Protests in US city after video shows police shooting of black man

By AFP   April 13, 2022 | 06:16 pm PT
Protests in US city after video shows police shooting of black man
Protestors kneel in front of riot police moving to clear demonstrators out of Lafayette Park and the area around it for President Donald Trump to be able to walk through for a photo opportunity in front of St. John's Episcopal Church, during a rally against the death in Minneapolis police custody of George Floyd, in Washington, U.S. June 1, 2020. Photo by Reuters/Ken Cedeno
Dozens of protestors gathered Wednesday evening in Grand Rapids, Michigan after police released videos related to the fatal shooting of a young Black man by a white police officer.

One of four videos from the April 4 incident shows the officer lying on the back of 26-year-old Patrick Lyoya as the two scuffled after a traffic stop and then appearing to shoot him in the head.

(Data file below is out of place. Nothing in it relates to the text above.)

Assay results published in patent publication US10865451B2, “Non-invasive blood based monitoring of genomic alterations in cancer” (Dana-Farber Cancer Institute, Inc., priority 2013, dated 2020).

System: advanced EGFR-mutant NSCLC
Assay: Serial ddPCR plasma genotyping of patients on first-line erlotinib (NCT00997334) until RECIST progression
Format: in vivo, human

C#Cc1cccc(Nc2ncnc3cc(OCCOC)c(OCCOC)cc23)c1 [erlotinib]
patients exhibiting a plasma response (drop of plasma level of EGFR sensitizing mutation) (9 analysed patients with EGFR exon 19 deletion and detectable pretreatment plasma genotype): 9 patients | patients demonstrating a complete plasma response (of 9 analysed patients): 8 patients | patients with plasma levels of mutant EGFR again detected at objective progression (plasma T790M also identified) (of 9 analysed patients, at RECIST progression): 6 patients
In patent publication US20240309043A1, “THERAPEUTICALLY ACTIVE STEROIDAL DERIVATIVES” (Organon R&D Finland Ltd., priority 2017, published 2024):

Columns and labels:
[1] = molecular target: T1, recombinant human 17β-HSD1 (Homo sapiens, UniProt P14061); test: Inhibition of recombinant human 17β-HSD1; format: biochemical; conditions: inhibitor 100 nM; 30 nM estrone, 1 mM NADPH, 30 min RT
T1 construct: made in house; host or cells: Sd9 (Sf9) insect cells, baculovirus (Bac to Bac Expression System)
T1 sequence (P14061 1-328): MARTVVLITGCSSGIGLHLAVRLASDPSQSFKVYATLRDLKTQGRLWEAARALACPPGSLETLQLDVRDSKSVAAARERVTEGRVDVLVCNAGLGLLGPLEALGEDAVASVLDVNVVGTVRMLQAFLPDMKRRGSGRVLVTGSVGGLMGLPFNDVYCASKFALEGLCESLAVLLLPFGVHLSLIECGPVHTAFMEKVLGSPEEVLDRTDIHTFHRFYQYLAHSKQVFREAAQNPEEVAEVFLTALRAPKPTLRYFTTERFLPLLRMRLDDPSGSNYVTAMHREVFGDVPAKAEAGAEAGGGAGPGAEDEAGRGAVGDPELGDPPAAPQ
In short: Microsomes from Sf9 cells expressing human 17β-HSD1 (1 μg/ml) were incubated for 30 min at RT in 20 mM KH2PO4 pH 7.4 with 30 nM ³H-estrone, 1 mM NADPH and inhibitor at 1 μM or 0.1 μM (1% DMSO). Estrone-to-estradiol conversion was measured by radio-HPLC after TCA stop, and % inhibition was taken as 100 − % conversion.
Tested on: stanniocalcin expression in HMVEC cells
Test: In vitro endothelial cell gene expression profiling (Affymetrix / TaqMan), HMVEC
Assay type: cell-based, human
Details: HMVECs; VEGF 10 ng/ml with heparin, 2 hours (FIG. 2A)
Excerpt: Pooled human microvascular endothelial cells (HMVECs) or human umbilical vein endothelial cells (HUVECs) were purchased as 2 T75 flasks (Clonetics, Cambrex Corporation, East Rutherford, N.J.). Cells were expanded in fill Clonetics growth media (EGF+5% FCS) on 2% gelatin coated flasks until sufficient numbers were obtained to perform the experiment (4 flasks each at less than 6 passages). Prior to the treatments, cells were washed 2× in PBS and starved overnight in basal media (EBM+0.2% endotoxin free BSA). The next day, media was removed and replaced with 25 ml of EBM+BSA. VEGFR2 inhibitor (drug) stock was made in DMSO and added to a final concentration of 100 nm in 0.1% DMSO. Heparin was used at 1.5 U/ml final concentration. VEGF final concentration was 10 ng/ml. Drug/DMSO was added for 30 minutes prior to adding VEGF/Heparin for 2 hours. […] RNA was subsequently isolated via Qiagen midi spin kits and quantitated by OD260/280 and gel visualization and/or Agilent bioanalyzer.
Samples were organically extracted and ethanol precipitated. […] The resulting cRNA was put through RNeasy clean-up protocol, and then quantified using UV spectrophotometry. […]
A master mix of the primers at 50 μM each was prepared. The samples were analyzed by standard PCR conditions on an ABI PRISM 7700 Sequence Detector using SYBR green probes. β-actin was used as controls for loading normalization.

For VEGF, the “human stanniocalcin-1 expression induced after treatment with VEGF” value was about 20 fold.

Prior to the shooting, the men appear to be wrestling on the ground for control of the officer's taser. The officer has not been named.

TV footage showed some 50 to 100 protesters convened in downtown Grand Rapids, a city of around 200,000 people. They carried "Black Lives Matter" placards and chanted "no justice, no peace."

"I view it as a tragedy," Grand Rapids police chief Eric Winstrom said of the shooting at a press conference Wednesday, at which the videos were released.

"It was just a progression of sadness for me. The loss of life in any circumstance is sad and I know that it's going to impact our city," he added.

Police killings of Black Americans have drawn acute national attention in recent years, particularly after a white Minneapolis police officer kneeled on the neck of George Floyd until he died in 2020.

Floyd's death, which was filmed by a bystander in a video that went viral, fueled the Black Lives Matter movement and sparked months of protests against racial injustice and police brutality in the United States and around the world.

The officer in the Grand Rapids case is on paid leave while state police investigate whether to bring charges, Winstrom said.

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